Researchers investigated the association between chronic obstructive pulmonary disease (COPD) phenotypes and the prognosis of different histological subtypes of lung cancer and found that COPD, especially emphysema-predominant phenotype, was an independent prognostic risk factor for squamous carcinoma only.
Lung cancer and chronic obstructive pulmonary disease (COPD) affect a significant population of the world and impose significant burdens on patients and healthcare. Both diseases are heterogeneous with different pathological changes, clinical manifestations, and outcomes. When researchers investigated the association between COPD phenotypes and the prognosis of different histological subtypes of lung cancer in a new study, they found that COPD, especially emphysema-predominant phenotype, was an independent prognostic risk factor for squamous carcinoma only.
The researchers had speculated that the heterogeneous nature of the 2 diseases played an important role in the relationship between COPD and lung cancer prognosis.
The study enrolled subjects with a newly and pathologically confirmed diagnosis of lung cancer who were preparing for lung cancer surgery. The participants also underwent a pulmonary function test (PFT) and diagnosis of COPD was determined based on the Global Initiative for Chronic Obstructive Lung Disease (GOLD) Guidelines. Furthermore, WHO classification of lung tumors was utilized to categorize lung cancer subtypes and COPD phenotypes.
Of the 2222 lung cancer patients, 32.6% coexisted with COPD, according to the results.
After adjustment for age, sex, body mass index (BMI), smoking status, and therapy method, COPD was significantly associated with the decreased overall survival (OS) of lung cancer (HR 1.28, 95% CI 1.05—1.57). With the increased severity of COPD, the OS of lung cancer was gradually worsened (HR 1.23, 95% CI 1.08–1.39). But surgical treatment and high BMI were independent prognostic protective factors (HR 0.46, 95% CI 0.37–0.56; HR 0.96, 95% CI 0.94–0.99).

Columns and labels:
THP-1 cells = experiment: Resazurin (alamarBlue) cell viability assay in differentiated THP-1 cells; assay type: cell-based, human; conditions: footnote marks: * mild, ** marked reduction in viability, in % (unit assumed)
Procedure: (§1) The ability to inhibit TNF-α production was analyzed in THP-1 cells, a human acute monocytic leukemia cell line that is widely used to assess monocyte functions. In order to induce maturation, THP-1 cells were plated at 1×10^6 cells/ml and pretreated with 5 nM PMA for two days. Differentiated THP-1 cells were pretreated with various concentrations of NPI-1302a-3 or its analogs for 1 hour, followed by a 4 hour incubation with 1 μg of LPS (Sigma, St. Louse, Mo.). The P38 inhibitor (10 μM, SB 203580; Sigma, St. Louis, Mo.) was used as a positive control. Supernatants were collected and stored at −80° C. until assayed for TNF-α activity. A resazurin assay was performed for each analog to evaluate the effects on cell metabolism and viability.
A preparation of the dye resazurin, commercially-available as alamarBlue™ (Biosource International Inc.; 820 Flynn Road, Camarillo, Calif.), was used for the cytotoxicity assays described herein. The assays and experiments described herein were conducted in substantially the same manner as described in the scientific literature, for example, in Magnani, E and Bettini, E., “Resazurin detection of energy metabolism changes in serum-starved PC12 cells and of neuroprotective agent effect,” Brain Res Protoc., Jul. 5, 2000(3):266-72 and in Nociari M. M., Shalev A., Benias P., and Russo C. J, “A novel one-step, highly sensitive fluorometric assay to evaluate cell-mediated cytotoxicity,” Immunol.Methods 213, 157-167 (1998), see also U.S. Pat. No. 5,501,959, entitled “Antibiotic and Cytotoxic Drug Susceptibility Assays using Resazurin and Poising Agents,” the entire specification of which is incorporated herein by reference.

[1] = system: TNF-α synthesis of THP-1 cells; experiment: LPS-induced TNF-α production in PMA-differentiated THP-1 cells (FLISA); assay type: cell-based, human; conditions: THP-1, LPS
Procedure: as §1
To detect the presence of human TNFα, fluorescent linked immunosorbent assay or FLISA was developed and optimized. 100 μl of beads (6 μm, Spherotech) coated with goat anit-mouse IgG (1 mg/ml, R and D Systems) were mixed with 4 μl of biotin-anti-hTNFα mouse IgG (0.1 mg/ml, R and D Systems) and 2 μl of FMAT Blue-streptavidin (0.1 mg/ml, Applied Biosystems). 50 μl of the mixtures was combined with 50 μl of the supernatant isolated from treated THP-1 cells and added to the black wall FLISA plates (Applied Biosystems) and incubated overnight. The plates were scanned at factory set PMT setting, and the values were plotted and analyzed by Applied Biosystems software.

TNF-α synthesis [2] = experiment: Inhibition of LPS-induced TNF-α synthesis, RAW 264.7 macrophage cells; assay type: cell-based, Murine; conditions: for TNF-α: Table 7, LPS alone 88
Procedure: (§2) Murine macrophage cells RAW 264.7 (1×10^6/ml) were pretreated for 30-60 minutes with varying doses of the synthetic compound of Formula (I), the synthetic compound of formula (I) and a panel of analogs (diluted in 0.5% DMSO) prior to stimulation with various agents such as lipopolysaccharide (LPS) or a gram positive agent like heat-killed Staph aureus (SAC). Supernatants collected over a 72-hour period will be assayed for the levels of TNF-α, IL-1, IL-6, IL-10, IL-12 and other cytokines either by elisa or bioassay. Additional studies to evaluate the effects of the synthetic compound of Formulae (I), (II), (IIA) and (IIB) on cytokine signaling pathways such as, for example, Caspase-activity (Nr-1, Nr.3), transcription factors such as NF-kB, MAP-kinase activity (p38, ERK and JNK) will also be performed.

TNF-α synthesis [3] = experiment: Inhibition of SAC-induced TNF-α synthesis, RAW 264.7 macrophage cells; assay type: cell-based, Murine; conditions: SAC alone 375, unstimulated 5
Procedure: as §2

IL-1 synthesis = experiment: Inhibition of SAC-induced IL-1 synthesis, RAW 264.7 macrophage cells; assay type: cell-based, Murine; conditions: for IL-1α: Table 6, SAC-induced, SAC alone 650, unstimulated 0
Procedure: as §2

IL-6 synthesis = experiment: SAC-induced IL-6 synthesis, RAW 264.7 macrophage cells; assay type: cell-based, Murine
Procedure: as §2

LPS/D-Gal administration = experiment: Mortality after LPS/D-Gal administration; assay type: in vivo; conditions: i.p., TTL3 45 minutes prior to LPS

In terms of disease heterogeneity, emphysema-predominant phenotype of COPD was an independent prognostic risk factor for squamous carcinoma (HR 2.53, 95% CI 1.49—4.30). No significant relationship between COPD phenotype and lung cancer prognosis was observed among adenocarcinoma, small cell lung cancer, large cell lung cancer, and other subtype patients.
There have been conflicting results from previous studies about whether or not COPD affects lung cancer survival. The researchers said that to their knowledge, their study is the largest study to date to examine this issue. The 5-year OS rates of lung cancers with COPD were significantly lower than that of lung cancers without COPD. The results were higher than the overall 5-year survival in overall lung cancer population but were consistent with OS rates in patients undergoing surgery
The authors concluded that these results offer new implications for the research of the relationship between lung cancer and COPD and demonstrate clinical identification of patients with higher risk for lung cancer prognosis.
Wang W, Dou S, Dong W, et al. Impact of COPD on prognosis of lung cancer: from a perspective on disease heterogeneity. Int J Chron Obstruct Pulmon Dis. [published online November 20, 2018]. doi: 10.2147/COPD.S168048.